There’s been a lot of talk this week about the data CMS released. It shows hospital charges and Medicare payment.

Articles like this raise eyebrows:

In one hospital in Dallas, the average bill for treating simple pneumonia was $14,610, while another there charged over $38,000.

via Hospital Billing Varies Wildly, U.S. Data Shows -

And they are missing the big picture.

The reason prices vary so greatly is the result of how commercial insurance contracts are negotiated and paid.

Hospitals want an annual margin - about 4% on average. To get there, they have to look at what the contracts pay well on and what they don’t. Medicare is irrelevant because it pays on a fee schedule. So they focus on commercial contracts. If one hospital’s contracts pay well on pneumonia, then the price gets raised.

I’m not assigning a value judgement to how or why this is done. But it is worth pointing out.

I also think it’s misleading to suggest those without insurance foot the full bill. While there are tragic examples, that’s rarely the case. Again, not suggesting its right or wrong, just saying there’s more to the story.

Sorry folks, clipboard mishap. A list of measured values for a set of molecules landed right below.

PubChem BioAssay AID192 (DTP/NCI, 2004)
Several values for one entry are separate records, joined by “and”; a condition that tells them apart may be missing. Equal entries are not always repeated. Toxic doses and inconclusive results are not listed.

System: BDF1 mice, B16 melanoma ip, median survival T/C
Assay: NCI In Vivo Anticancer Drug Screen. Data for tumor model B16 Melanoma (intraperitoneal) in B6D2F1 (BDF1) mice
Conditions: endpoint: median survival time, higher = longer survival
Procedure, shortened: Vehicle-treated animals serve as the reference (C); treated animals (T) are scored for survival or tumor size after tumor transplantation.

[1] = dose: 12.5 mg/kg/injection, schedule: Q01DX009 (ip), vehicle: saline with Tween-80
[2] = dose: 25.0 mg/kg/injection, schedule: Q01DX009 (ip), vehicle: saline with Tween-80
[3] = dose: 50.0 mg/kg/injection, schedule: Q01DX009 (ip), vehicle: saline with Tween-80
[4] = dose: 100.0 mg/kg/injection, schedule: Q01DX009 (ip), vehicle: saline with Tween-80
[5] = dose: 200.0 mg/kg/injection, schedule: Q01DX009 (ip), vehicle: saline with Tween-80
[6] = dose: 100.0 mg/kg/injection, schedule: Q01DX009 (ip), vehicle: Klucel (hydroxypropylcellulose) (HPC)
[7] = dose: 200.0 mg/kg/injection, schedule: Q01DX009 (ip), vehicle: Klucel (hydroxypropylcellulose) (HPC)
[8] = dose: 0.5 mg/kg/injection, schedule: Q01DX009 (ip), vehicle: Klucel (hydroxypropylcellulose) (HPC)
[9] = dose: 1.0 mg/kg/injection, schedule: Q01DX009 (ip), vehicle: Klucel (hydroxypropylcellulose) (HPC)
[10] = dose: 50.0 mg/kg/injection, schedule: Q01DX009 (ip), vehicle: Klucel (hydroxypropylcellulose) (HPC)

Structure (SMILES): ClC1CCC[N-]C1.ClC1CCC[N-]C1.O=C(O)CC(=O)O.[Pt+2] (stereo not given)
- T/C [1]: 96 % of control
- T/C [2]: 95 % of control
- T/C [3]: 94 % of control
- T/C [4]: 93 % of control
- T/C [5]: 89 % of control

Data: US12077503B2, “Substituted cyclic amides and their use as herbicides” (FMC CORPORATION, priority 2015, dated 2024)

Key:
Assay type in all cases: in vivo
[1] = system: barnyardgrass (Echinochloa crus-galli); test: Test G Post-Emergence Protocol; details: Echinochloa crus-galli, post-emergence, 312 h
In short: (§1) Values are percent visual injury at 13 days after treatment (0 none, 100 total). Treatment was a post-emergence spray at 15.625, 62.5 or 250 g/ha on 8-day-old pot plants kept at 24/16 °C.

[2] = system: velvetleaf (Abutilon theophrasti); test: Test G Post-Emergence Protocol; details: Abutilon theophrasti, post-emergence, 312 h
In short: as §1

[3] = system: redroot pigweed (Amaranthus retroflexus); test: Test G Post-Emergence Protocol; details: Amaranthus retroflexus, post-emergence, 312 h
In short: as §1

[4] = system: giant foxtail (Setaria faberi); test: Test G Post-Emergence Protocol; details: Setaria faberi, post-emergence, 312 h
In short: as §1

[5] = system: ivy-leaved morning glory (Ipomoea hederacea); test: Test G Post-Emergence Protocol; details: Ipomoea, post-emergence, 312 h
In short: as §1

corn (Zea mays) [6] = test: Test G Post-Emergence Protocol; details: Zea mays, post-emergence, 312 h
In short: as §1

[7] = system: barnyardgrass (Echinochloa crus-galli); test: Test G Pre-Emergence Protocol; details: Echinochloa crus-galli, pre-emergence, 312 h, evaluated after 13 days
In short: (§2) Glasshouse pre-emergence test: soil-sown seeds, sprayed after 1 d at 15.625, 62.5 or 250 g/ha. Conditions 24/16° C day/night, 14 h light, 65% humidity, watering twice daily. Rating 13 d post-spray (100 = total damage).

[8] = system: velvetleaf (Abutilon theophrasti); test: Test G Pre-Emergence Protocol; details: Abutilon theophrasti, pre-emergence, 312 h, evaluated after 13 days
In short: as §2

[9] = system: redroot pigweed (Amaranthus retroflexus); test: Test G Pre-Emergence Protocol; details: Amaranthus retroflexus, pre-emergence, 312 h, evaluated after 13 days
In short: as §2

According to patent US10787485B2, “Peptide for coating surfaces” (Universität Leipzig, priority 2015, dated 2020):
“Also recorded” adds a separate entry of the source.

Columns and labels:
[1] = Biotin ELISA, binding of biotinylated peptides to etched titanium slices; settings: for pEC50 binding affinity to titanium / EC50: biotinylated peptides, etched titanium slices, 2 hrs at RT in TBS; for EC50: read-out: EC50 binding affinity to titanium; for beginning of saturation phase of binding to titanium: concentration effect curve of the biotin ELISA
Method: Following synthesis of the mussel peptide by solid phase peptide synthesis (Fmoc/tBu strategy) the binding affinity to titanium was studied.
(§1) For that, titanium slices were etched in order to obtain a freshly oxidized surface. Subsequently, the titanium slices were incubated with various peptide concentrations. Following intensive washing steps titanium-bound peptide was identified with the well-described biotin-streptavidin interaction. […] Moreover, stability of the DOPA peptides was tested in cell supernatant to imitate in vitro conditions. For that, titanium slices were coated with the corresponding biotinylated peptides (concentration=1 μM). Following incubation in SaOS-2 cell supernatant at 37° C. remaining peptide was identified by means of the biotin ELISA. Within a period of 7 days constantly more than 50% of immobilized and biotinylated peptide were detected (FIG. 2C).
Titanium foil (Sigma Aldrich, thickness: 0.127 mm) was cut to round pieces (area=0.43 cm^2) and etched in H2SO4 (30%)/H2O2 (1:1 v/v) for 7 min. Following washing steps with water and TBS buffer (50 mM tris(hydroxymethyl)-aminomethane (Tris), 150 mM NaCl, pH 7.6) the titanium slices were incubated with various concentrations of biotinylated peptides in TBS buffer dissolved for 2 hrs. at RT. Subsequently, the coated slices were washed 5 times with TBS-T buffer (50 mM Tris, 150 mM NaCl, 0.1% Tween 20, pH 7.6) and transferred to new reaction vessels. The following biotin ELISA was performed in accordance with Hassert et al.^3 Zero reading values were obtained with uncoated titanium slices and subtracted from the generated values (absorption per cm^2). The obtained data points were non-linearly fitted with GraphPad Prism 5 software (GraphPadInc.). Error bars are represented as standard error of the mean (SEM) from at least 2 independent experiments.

What can we learn from hospital charges? Very little. They are the ghosts of an ever changing industry based on a third party payment system.

NPR plays it safer:

…the numbers only tell us part of the story. “Charges are list prices,” he says. “They’re sticker prices.”

The Washington Post addressess uninsured programs:

“The chargemaster can be confusing because it’s highly variable and generally not what a consumer would pay,” said Carol Steinberg, vice president at the American Hospital Association. “Even an uninsured person isn’t always paying the chargemaster rate.”

Paul Levy nails it on his blog, (although he and I may disagree on the role of commercial insurance):

This is a case where the release of bad data is worse than having no data at all. A hospital’s chargemaster is an archaic fiction, a way previously used to allocate the joint and common costs of the hospital to particular services. It does not serve as the basis for how much a hospital is paid by Medicare. It does not serve as the basis for how much a hospital is paid by Medicaid. It does not serve as the basis for how much a hospital is paid by private insurers.

Updated to add:

David Lazarus asks if we are ok with the end result - high bills, in the his LA Times coverage:

Medical costs are often inexplicably high and are almost always kept hidden from patients until the bill arrives. Health insurance, meanwhile, is frequently coverage in name only.

What do you think? Does the charge data tell you anything meaningful?